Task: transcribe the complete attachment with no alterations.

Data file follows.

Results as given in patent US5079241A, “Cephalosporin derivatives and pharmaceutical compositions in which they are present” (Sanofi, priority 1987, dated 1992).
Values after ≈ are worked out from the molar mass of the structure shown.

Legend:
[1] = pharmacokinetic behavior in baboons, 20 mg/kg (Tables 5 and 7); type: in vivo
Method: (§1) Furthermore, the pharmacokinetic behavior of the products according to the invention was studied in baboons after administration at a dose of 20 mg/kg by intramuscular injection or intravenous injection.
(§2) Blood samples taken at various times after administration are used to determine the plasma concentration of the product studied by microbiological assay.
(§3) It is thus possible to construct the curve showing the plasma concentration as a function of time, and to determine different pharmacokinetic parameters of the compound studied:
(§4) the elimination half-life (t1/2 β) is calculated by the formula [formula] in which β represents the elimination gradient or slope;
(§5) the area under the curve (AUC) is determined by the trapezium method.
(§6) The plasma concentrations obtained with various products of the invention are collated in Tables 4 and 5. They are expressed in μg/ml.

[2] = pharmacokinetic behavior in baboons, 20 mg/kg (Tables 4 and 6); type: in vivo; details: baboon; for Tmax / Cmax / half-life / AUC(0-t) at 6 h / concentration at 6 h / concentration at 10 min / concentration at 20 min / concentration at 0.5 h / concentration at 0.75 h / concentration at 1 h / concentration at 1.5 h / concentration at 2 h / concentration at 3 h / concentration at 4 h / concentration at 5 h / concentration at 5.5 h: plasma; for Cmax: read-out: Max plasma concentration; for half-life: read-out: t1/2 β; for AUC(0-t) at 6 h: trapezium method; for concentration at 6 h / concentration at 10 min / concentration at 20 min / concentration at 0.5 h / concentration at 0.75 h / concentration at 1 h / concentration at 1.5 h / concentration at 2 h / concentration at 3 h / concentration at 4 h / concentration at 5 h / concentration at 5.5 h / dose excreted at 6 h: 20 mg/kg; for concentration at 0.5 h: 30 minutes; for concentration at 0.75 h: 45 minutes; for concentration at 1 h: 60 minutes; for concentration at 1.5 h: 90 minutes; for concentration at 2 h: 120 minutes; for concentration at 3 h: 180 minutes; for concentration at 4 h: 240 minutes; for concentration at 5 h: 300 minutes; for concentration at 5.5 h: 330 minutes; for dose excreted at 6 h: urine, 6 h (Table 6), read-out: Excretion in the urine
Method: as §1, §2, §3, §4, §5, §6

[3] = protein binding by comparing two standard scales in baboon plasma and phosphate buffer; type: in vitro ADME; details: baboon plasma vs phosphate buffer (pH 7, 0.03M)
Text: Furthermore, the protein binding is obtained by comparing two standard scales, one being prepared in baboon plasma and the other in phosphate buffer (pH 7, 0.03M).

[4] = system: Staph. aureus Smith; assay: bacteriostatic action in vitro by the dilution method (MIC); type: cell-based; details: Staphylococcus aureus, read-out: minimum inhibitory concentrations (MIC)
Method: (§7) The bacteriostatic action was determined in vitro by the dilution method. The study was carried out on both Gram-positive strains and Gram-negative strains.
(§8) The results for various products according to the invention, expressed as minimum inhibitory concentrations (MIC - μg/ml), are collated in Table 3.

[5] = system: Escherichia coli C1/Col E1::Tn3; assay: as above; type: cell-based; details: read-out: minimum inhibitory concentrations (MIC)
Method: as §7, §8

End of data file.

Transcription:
Results as given in patent US5079241A, “Cephalosporin derivatives and pharmaceutical compositions in which they are present” (Sanofi, priority 1987, dated 1992).
Values after ≈ are worked out from the molar mass of the structure shown.

Legend:
[1] = pharmacokinetic behavior in baboons, 20 mg/kg (Tables 5 and 7); type: in vivo
Method: (§1) Furthermore, the pharmacokinetic behavior of the products according to the invention was studied in baboons after administration at a dose of 20 mg/kg by intramuscular injection or intravenous injection.
(§2) Blood samples taken at various times after administration are used to determine the plasma concentration of the product studied by microbiological assay.
(§3) It is thus possible to construct the curve showing the plasma concentration as a function of time, and to determine different pharmacokinetic parameters of the compound studied:
(§4) the elimination half-life (t1/2 β) is calculated by the formula [formula] in which β represents the elimination gradient or slope;
(§5) the area under the curve (AUC) is determined by the trapezium method.
(§6) The plasma concentrations obtained with various products of the invention are collated in Tables 4 and 5. They are expressed in μg/ml.

[2] = pharmacokinetic behavior in baboons, 20 mg/kg (Tables 4 and 6); type: in vivo; details: baboon; for Tmax / Cmax / half-life / AUC(0-t) at 6 h / concentration at 6 h / concentration at 10 min / concentration at 20 min / concentration at 0.5 h / concentration at 0.75 h / concentration at 1 h / concentration at 1.5 h / concentration at 2 h / concentration at 3 h / concentration at 4 h / concentration at 5 h / concentration at 5.5 h: plasma; for Cmax: read-out: Max plasma concentration; for half-life: read-out: t1/2 β; for AUC(0-t) at 6 h: trapezium method; for concentration at 6 h / concentration at 10 min / concentration at 20 min / concentration at 0.5 h / concentration at 0.75 h / concentration at 1 h / concentration at 1.5 h / concentration at 2 h / concentration at 3 h / concentration at 4 h / concentration at 5 h / concentration at 5.5 h / dose excreted at 6 h: 20 mg/kg; for concentration at 0.5 h: 30 minutes; for concentration at 0.75 h: 45 minutes; for concentration at 1 h: 60 minutes; for concentration at 1.5 h: 90 minutes; for concentration at 2 h: 120 minutes; for concentration at 3 h: 180 minutes; for concentration at 4 h: 240 minutes; for concentration at 5 h: 300 minutes; for concentration at 5.5 h: 330 minutes; for dose excreted at 6 h: urine, 6 h (Table 6), read-out: Excretion in the urine
Method: as §1, §2, §3, §4, §5, §6

[3] = protein binding by comparing two standard scales in baboon plasma and phosphate buffer; type: in vitro ADME; details: baboon plasma vs phosphate buffer (pH 7, 0.03M)
Text: Furthermore, the protein binding is obtained by comparing two standard scales, one being prepared in baboon plasma and the other in phosphate buffer (pH 7, 0.03M).

[4] = system: Staph. aureus Smith; assay: bacteriostatic action in vitro by the dilution method (MIC); type: cell-based; details: Staphylococcus aureus, read-out: minimum inhibitory concentrations (MIC)
Method: (§7) The bacteriostatic action was determined in vitro by the dilution method. The study was carried out on both Gram-positive strains and Gram-negative strains.
(§8) The results for various products according to the invention, expressed as minimum inhibitory concentrations (MIC - μg/ml), are collated in Table 3.

[5] = system: Escherichia coli C1/Col E1::Tn3; assay: as above; type: cell-based; details: read-out: minimum inhibitory concentrations (MIC)
Method: as §7, §8